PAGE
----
Often as a result of poor self-esteem, extreme dieting is a major reason why people develop BED. Following unhealthy diets, skipping meals, or eating too little puts your body in a state of starvation and survival. This makes it so that eventually, your body takes over and forces you to binge to make up for the lack of calories and nutrients it requires to function normally.
What To Do After A Binging Episode
The journey to recovery is not an easy one. It’s full of ups and downs- so let this serve as a reminder that if you find yourself binging, it’s okay and it happens. If you do find yourself binging, here are a few steps to take to help make sure you don’t react in a way that would further harm you:
1.Don’t beat yourself up
A binging episode is often followed with a tsunami of negative feelings. Shame, hopelessness, anger, and disappointment are just a few of the emotions people get flooded with following a binge.
When this happens, remind yourself that binging happens and that healing is not a linear journey. Instead of beating yourself up, take time to take care of yourself. Befriend your body and realize that it is your home, not a billboard you showcase for the world to see.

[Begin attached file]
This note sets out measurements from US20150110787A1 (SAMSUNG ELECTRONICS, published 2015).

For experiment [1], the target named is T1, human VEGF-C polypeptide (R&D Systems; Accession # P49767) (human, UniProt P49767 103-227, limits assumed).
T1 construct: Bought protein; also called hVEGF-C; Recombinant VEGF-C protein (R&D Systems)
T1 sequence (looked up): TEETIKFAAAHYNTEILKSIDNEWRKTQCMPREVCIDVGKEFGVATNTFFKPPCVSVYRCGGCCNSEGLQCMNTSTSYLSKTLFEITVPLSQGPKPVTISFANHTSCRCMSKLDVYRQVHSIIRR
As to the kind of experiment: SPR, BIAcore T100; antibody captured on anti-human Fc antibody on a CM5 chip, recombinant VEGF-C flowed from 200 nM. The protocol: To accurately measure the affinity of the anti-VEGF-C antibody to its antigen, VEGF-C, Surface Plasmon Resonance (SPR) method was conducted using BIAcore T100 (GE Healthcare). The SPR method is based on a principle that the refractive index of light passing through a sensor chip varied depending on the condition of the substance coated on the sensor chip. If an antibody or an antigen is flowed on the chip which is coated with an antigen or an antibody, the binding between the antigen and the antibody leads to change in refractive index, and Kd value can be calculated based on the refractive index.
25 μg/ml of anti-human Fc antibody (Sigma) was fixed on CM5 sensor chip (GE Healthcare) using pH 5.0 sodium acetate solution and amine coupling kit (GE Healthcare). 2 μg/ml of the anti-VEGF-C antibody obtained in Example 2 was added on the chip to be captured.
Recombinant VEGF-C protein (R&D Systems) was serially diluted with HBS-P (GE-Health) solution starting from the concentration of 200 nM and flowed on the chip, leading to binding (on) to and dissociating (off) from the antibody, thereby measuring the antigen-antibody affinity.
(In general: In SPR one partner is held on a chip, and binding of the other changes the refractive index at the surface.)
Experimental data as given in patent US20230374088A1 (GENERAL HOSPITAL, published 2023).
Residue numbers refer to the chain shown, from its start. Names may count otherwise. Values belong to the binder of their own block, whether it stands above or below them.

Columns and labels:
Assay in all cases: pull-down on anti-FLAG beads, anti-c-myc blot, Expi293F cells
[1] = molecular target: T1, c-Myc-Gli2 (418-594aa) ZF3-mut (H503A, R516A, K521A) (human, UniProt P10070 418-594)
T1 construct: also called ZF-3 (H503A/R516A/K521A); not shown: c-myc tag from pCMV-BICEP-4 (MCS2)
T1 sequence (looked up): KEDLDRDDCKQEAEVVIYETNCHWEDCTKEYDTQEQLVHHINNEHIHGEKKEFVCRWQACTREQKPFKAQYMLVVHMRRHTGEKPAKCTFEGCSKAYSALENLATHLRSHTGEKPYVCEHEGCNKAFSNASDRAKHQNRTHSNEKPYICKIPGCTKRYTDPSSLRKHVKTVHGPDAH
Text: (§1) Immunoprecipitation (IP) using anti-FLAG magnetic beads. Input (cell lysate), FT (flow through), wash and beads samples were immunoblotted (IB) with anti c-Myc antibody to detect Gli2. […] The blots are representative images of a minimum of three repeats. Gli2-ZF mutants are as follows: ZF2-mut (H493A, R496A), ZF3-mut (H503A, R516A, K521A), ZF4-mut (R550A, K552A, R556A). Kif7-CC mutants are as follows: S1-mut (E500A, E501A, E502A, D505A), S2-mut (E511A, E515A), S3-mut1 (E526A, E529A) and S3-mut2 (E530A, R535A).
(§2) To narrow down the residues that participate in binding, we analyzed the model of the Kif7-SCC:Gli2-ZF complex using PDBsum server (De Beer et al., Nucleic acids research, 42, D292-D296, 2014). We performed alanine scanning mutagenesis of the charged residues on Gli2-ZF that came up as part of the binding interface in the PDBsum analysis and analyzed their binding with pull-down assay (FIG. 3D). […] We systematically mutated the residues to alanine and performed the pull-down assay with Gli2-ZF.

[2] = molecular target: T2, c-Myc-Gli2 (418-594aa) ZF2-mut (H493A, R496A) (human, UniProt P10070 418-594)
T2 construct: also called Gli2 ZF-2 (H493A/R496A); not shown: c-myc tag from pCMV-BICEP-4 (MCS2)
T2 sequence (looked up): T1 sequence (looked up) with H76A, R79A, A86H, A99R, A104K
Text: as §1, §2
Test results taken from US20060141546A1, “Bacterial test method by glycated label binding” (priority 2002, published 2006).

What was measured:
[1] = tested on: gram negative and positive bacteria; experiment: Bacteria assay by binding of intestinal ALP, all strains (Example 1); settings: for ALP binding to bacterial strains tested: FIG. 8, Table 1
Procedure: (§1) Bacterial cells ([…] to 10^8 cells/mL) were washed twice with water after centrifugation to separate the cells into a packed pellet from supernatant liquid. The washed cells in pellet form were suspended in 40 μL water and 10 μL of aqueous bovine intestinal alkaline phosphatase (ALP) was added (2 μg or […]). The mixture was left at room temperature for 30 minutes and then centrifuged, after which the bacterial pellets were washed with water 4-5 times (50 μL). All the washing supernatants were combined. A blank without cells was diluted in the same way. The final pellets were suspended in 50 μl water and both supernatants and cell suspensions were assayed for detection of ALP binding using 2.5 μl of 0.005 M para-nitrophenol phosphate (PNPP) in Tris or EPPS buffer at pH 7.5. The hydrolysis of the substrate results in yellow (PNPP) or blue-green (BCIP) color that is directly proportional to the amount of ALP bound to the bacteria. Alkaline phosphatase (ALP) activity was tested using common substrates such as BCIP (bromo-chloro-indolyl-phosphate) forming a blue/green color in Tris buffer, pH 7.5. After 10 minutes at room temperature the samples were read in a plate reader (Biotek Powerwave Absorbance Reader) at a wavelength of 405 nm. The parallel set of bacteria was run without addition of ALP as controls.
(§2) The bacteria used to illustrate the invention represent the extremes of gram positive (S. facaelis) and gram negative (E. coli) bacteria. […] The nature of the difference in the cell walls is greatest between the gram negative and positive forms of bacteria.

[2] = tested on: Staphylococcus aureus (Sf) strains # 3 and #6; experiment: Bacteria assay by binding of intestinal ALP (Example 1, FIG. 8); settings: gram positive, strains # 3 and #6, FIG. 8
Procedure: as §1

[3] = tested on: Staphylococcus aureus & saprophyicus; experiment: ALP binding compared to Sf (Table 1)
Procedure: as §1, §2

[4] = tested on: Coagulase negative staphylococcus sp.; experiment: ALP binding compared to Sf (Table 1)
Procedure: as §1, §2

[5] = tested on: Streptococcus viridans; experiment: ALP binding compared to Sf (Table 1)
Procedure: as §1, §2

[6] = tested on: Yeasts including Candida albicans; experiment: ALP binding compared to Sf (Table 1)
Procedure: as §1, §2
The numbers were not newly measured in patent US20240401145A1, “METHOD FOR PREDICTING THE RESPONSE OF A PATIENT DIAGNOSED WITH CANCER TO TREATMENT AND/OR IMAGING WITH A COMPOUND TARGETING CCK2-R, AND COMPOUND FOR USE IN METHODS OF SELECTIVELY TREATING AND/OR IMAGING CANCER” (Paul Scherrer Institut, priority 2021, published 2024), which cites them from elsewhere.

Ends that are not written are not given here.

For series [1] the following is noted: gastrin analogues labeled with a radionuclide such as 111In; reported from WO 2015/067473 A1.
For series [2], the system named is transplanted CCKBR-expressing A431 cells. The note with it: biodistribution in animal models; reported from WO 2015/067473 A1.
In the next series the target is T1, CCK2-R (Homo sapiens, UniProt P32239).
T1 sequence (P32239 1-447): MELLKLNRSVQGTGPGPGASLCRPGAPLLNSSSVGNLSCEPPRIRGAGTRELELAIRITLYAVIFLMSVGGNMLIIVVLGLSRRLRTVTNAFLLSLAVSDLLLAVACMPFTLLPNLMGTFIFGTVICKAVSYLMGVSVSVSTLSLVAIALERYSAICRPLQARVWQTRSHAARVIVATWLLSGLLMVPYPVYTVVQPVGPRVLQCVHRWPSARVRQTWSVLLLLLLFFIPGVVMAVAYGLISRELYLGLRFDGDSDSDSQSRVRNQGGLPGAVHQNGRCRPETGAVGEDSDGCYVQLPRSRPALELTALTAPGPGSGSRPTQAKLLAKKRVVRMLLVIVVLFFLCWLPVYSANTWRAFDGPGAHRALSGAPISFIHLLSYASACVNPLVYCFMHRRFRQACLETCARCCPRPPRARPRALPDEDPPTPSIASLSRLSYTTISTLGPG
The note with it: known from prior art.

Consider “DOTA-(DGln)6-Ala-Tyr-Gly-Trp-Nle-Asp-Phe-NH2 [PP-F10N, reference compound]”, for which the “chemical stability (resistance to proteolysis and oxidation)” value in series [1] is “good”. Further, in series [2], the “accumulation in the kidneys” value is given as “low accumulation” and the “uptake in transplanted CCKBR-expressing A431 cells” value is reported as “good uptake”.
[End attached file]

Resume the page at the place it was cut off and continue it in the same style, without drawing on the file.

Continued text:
2.Find out what went wrong
Once you’ve cooled yourself down, try to get reflective with what just happened. Figure out what triggered the binge. Was it hunger? Was it sadness? Was it stress? Did you have a bad day or encountered a negative situation?
As difficult as this step is, it’s important that you understand what triggered you and why. In fact, you owe it to yourself because understanding the cause and the reason behind your self-disruptive behaviors is the first step to moving forward with your healing journey.
3.Stick to your schedule
What seems like the natural thing to do after a binge is to fast or skip meals- this is the worst thing you could possibly do. Restricting yourself after a binge only puts you on yet another path that leads to binging once again.